There are methodological difficulties, it is true, in delivering full scientific credibility to newer and alternative treatments. Many unorthodox practitioners are rightly concerned that subjecting their particular therapy to randomized controlled trials (RTCs) will distort the true purpose of what is intended and disguise or negate the efficacy of what they are doing. When it comes to non-drug treatments, such as psychotherapy, reflexology and acupuncture it becomes impossible to follow the dogmatic protocol of RTC.
Subjectivity Of Holistic Healing
One of the main problems is that complementary therapies tend to be idiosyncratic, meaning tailored for a particular individual in a particular situation. There are few “standard” treatments to investigate, only lines of approach. Homeopathy, for example, is founded on the precept of treating each patient differently, no matter the complaint (several patients with the same disease process might get different remedies).
Controls are held to be the sine qua non of objectivity. Whatever you are trying to test must be compared with something which is “worthless”. But this can be very difficult in alternative disciplines.
To give some idea of the problem, a number of controlled trials have been carried out to evaluate acupuncture. Results obtained by placing needles in the classically prescribed acupuncture points were compared with placing needles in what were supposed to be “inert” places on the skin.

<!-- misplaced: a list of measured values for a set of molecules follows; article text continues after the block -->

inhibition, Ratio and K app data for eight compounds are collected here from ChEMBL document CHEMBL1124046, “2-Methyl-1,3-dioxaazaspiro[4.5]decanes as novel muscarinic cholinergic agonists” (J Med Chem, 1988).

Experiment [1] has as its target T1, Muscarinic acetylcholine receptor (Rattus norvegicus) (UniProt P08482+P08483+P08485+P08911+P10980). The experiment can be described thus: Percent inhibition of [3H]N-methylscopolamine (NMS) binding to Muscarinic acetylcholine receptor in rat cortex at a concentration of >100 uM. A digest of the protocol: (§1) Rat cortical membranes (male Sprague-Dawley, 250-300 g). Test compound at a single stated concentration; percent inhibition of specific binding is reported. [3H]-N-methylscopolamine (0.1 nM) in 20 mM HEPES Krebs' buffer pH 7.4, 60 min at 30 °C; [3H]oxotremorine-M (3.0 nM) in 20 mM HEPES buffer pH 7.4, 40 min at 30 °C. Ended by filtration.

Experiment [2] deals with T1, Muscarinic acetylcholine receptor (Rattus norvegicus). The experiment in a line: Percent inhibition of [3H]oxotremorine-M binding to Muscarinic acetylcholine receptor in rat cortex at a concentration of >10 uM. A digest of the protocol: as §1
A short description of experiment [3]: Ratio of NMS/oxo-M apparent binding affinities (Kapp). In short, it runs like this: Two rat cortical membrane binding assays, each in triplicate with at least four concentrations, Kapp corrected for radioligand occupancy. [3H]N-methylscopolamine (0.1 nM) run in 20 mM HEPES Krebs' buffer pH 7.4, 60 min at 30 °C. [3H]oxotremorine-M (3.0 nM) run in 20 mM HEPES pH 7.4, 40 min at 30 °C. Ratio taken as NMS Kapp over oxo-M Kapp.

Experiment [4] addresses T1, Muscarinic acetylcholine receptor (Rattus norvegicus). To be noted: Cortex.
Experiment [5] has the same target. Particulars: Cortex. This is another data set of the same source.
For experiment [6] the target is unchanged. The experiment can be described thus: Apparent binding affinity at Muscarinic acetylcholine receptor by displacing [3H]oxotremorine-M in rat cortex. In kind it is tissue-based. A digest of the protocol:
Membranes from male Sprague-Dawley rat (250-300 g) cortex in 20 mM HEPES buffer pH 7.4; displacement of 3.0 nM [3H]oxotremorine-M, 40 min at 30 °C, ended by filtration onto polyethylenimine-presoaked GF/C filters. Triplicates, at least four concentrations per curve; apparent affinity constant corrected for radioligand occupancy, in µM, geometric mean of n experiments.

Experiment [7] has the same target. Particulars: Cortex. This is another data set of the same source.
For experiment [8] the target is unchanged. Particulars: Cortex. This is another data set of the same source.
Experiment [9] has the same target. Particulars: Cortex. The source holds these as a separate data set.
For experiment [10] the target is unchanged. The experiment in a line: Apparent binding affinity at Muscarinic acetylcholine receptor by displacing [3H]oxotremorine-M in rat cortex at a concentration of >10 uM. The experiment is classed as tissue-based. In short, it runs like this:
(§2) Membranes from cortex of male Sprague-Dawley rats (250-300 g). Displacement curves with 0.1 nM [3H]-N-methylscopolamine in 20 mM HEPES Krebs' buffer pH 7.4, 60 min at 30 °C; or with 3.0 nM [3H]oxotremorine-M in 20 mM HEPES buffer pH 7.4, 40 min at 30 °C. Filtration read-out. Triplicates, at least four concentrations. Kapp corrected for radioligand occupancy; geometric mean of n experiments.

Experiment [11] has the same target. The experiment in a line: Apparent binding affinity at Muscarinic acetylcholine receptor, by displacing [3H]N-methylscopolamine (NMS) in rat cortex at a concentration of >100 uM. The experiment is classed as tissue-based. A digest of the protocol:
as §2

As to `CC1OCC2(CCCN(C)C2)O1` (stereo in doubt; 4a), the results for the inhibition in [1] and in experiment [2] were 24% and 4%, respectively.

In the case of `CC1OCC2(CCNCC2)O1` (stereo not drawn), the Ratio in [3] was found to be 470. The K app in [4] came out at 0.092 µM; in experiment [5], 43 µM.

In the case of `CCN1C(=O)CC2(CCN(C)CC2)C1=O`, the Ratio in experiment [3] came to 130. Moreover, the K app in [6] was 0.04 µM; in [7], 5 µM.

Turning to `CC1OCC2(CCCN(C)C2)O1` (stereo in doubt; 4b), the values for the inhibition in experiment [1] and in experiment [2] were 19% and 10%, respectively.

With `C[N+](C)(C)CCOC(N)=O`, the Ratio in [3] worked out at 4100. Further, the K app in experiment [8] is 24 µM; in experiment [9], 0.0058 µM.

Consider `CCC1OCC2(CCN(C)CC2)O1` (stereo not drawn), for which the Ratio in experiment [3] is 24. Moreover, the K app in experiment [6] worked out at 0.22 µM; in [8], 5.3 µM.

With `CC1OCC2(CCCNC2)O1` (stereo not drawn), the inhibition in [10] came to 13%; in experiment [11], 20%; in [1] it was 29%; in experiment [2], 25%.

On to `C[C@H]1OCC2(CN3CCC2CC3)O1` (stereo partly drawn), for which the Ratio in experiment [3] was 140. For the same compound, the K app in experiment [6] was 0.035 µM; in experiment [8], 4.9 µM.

But confusion came about when it was discovered that even the wrongly placed needles gave a better outcome than a mere placebo. In other words, acupuncture at non-classical sites cannot be assumed to be a placebo! This fundamental problem has bedevilled the majority of supposedly controlled trials of acupuncture and has, according to one writer, set research back by a decade
(Vincent CA, Acupuncture as a treatment for chronic pain. In: Lewith G, Aldrige D, eds. Clinical Research Methodology for Complementary Therapies. London: Hodder and Stoughton, 1993:289- 308)
But there is also clear evidence that even when subjected to scientific scrutiny and found valid, there is a tendency to nevertheless dismiss alternative methods as bunk, based on no more than prejudice. This was demonstrated in a major study published in which two versions of a scientific report were subject to peer review; version A related to an orthodox treatment, version B recommended an unconventional treatment. In all other respects the papers were identical. Yet when sent to 398 reviewers, who were unaware they were part of an investigation, there was a clear bias against the paper dealing with unorthodox subject matter. (Resch K I, Ernst E and Garrow J, A randomized controlled study of peer review bias against an unconventional therapy, J R Soc Medicine;93:164-167)
No wonder medicine is in such disarray, with pseudo-science abounding, opinions and attitudes flying in the face of truth and knowledge, from both sides of the fence defining orthodoxy. It is a sorry situation for those who are sick to have to face. If we are to attain to any semblance of the SUPER HEALING dimensions I refer to often on the Alternative-Doctor pages, it is essential that we start by getting the house in order. Love and harmony cannot preside in a domain torn by dissent and strife.
In the words of a popular TV program “X-Files”, the truth is out there. We only have to find it. But I believe it will only be within the framework of a much larger perspective, such as the one I am proposing with this book. Otherwise narrowness of vision, wrangling, monopolism, status and complicated self-serving interests stand all too readily in the way of the march of progress, as this brief history shows.